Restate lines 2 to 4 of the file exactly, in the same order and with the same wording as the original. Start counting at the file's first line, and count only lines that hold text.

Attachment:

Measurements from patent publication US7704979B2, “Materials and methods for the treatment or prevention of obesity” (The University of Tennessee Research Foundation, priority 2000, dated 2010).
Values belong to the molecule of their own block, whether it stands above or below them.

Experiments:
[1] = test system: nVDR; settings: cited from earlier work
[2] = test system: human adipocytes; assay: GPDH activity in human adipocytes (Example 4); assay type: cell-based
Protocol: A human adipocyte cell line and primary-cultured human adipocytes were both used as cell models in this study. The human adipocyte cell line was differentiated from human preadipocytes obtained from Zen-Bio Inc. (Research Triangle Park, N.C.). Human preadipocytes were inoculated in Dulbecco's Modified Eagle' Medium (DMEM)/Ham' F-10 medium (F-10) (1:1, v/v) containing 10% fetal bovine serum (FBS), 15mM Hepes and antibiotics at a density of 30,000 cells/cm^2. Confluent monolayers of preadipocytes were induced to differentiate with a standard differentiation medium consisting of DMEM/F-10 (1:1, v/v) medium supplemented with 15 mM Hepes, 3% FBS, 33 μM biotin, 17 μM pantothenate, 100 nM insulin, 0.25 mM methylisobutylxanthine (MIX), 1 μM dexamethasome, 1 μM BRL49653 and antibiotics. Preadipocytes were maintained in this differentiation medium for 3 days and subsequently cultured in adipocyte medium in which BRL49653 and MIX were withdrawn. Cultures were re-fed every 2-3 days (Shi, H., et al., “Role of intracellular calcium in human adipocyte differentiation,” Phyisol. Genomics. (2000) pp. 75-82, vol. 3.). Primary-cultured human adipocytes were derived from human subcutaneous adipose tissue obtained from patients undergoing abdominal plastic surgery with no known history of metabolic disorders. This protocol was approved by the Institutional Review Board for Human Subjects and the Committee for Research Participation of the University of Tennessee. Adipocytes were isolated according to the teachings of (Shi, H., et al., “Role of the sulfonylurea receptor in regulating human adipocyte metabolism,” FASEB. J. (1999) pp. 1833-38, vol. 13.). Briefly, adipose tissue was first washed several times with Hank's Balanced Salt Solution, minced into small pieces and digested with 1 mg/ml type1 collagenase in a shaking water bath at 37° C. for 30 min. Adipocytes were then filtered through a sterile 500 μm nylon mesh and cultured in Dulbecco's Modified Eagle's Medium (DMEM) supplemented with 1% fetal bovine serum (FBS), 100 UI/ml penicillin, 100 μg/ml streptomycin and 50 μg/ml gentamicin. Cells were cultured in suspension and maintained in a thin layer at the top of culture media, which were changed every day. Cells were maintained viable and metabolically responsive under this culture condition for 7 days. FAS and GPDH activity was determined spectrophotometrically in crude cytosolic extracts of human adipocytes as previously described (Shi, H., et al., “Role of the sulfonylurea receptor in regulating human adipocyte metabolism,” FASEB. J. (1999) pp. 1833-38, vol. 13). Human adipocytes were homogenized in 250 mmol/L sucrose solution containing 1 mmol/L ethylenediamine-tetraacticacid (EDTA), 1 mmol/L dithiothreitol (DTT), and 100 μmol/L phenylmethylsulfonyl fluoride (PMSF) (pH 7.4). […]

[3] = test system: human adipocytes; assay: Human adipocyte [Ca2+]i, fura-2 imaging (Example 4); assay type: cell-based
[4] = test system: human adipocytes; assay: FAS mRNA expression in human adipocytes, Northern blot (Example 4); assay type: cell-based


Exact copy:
Values belong to the molecule of their own block, whether it stands above or below them.

Experiments:
[1] = test system: nVDR; settings: cited from earlier work